The number of workers from Southern European states seeking work in the Czech Republic is on the rise. Italians are the most numerous, while the figure for Spanish and Portuguese nationals employed by Czech firms has tripled in just a decade, Hospodářské noviny reported.
Several countries in the south of Europe – such as Greece, Spain and Italy – have been beset by high unemployment rates in recent years, leading increasing numbers of their citizens to seek work abroad, including in the Czech Republic.
For their part, many Czech employers are crying out for reinforcements as the country is enjoying (or, depending on one’s outlook, suffering from) the lowest unemployment rate in the whole of Europe.
There are a record numbers of vacant positions on the Czech labour market and the Czech Chamber of Commerce estimates that domestic companies are lacking a full 300,000 employees.
A spokesperson for the Czech Chamber of Commerce, Miroslav Diro, told Hospodářské noviny that southerners were the most strongly represented Europeans in terms of the upswing of foreigners on this country’s labour market.
Mr. Diro said his organisation estimates that there are presently around 3,500 Italians, 1,900 Spaniards, 1,000 Greeks and 700 Portuguese employed by Czech companies.
The Chamber of Commerce says that the number of Spanish and Portuguese nationals in Czech jobs had tripled in the last decade. In the case of Greeks and Italians there has been a two-fold increase.
The largest Czech recruitment agency, Manpower, was previously able to find sufficient hires in fellow ex-Eastern Bloc states, such as Poland, Ukraine, Romania and Bulgaria, Hospodářské noviny said.
But two years ago Manpower began seeking candidates for Czech jobs in Greece. Today the firm gets 150 to 200 applications from Greece monthly, most frequently for jobs in programming or factory work, a representative said.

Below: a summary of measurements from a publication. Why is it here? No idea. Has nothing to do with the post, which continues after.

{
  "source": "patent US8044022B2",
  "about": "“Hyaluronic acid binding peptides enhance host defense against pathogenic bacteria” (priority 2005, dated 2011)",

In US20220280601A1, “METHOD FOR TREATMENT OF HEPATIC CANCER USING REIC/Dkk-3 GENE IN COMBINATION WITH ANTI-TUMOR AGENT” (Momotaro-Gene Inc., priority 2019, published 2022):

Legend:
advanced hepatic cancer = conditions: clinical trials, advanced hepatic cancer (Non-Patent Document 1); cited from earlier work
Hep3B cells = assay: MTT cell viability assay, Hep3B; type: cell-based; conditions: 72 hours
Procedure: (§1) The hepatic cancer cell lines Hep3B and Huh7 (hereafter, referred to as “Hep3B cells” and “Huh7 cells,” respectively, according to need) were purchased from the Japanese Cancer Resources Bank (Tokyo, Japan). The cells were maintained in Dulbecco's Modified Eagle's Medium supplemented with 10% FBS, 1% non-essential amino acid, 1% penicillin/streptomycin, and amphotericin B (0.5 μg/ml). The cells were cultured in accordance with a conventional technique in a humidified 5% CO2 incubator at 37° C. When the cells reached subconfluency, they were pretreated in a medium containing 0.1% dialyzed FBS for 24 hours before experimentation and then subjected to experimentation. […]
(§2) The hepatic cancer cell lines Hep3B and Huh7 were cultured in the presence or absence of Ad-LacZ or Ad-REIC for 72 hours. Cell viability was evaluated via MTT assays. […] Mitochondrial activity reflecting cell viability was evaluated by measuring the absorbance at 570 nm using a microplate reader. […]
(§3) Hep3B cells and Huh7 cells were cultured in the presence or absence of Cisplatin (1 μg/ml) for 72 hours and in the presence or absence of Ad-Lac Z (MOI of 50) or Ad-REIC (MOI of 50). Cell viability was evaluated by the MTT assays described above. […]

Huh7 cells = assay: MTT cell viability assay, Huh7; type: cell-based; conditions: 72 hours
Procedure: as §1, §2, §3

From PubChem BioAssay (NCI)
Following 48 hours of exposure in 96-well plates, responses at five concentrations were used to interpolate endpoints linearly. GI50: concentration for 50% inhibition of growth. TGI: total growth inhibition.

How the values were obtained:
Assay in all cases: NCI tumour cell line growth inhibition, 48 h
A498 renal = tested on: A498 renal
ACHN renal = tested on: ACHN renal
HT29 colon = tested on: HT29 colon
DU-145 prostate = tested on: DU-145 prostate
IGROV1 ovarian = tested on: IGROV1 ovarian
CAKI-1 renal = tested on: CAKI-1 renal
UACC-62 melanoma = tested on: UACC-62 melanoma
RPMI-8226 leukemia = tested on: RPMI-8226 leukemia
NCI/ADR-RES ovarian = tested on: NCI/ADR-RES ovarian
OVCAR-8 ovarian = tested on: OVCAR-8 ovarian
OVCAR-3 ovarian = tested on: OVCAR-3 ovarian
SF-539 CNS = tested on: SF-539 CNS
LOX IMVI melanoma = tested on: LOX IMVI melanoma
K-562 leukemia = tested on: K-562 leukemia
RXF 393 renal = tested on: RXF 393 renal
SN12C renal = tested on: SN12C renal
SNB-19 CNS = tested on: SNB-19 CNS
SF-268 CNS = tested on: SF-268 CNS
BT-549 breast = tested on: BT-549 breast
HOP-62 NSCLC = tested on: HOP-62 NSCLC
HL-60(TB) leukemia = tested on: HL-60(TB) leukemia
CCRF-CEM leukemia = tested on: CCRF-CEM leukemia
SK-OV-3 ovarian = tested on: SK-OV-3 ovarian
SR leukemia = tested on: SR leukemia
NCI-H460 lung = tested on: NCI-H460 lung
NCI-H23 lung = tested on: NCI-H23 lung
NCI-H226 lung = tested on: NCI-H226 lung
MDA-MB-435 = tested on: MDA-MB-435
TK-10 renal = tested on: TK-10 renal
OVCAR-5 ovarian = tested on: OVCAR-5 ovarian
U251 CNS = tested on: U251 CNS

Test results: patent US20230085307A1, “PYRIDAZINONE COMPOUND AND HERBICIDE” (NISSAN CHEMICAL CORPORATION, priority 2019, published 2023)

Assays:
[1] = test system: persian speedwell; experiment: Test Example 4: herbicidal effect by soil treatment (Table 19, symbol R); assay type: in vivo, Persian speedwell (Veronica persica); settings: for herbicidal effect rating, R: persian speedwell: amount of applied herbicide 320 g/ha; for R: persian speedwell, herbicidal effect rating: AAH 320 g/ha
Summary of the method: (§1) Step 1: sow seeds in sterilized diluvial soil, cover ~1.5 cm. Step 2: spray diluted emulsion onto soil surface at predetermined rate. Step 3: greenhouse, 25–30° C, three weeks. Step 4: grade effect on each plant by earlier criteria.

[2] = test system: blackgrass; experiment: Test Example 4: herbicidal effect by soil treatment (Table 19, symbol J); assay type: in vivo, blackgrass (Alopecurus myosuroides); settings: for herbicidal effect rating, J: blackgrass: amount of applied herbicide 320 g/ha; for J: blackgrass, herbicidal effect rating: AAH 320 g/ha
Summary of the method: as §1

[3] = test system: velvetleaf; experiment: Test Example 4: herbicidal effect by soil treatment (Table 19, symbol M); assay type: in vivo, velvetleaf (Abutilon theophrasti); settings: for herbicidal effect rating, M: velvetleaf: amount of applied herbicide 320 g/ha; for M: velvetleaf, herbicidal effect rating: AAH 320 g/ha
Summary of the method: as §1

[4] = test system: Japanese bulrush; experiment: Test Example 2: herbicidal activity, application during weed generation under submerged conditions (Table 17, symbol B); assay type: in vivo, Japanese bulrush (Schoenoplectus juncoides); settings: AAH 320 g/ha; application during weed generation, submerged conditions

It is easier to make hires from countries such as Italy or Portugal than from non-European Union states. There are government projects in place to smooth recruiting from Ukraine and Mongolia, but still it takes around six months to process such applicants, Hospodářské noviny wrote.
David Dvořák of international HR agency Hays told the business daily that Prague was the most attractive city on the continent for Southern Europeans, in some cases due to recommendations from compatriots already based in the city.
The Czech capital is also highly rated internationally, with Expat Insider rating it as the best place to work abroad in Europe, Hospodářské noviny said.
France is also getting in on the act, with the country’s embassy in Prague having launched a website aimed at helping French graduates acquire experience at Czech companies.
At present the site is offering 200 positions in which Czech is not a requirement but French or English are desirable languages, Hospodářské noviny reported.